How Do Bees Make Honey? It’s Complicated

Our Texas insect expert answers common questions about bugs.

By Laura Rice & Leah ScarpelliSeptember 26, 2018 10:00 am,

Humans have used honey for thousands of years. We eat it, we flavor drinks with it and ancient Egyptians used it to preserve food.

Wizzie Brown, an insect specialist with the Texas A&M Agrilife Extension Office says the process of making honey requires different kinds of bees, and several steps.

On how bees work together to make honey:

“What happens is you have different types of worker bees. And the forager bees are the ones that are going to go out and collect nectar. And they pass this off, the nectar that they have collected … to the processor bee. So, essentially, they will regurgitate the nectar directly into the processor bee’s mouth, which is kind of gross if you think about it.”

On how honey moves through the hive:

“The processor bee will then carry the nectar into the hive itself and they will actually put it into the honeycomb cells … by regurgitating it. And while those processor bees are regurgitating it – because it takes several trips to fill up a honey cell inside the hive – they are also regurgitating an enzyme that starts to break the nectar down.”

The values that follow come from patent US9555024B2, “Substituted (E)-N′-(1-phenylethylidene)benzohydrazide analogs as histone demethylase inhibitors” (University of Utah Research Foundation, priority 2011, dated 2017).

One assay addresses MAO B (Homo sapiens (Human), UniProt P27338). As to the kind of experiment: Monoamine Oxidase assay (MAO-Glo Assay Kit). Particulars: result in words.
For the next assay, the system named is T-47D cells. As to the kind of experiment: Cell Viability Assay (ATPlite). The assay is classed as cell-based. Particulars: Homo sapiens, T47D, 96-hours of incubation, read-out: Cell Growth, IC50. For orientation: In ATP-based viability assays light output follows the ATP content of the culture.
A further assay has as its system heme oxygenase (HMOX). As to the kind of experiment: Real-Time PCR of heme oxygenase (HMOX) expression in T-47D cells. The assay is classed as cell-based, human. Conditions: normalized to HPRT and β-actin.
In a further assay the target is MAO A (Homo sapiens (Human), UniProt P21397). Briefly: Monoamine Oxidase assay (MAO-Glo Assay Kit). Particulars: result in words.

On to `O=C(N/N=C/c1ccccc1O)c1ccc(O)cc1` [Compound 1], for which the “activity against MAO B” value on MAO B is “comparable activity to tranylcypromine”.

On what happens to the nectar:

“Nectar is essentially sucrose and water, so very similar to table sugar and water. So, the enzyme that they are regurgitating into the cell helps to break that down into fructose, which is fruit sugar, and glucose, which is blood sugar. So not only are they breaking it down with those enzymes, they also have to get a lot of the water out of it.”

Listen to the full interview in the audio player above.


Written by Shelly Brisbin.